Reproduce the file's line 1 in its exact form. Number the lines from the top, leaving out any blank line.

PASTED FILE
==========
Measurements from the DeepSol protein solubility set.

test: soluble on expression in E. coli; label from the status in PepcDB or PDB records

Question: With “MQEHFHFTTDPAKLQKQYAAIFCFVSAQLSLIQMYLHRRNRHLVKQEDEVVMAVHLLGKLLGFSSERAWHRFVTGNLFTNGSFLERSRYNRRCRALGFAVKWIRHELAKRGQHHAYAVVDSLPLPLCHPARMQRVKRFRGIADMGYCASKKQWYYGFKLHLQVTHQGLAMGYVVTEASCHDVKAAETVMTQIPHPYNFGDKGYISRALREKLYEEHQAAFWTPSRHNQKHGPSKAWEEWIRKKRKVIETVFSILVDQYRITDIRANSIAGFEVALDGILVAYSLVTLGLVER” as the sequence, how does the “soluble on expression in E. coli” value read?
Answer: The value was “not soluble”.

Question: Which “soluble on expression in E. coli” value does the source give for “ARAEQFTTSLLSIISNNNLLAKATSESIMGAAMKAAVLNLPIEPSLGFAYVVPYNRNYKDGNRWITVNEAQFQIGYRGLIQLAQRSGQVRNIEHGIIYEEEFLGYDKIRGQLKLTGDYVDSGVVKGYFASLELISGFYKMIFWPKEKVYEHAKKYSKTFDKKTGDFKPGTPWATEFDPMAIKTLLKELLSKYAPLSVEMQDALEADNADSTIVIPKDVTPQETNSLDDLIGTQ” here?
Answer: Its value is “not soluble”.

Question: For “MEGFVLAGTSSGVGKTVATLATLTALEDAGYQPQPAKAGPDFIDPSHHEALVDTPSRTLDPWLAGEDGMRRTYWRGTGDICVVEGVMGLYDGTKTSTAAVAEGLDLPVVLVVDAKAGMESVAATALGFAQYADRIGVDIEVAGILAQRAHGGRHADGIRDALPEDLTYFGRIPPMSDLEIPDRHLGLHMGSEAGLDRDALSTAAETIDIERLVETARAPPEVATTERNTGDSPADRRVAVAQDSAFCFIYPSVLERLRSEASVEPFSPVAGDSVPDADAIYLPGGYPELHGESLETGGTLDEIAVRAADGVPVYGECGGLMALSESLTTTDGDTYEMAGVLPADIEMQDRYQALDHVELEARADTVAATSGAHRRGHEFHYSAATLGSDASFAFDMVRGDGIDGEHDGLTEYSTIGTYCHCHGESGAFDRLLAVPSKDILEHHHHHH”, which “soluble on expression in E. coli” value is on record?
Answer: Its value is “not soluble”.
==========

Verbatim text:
Measurements from the DeepSol protein solubility set.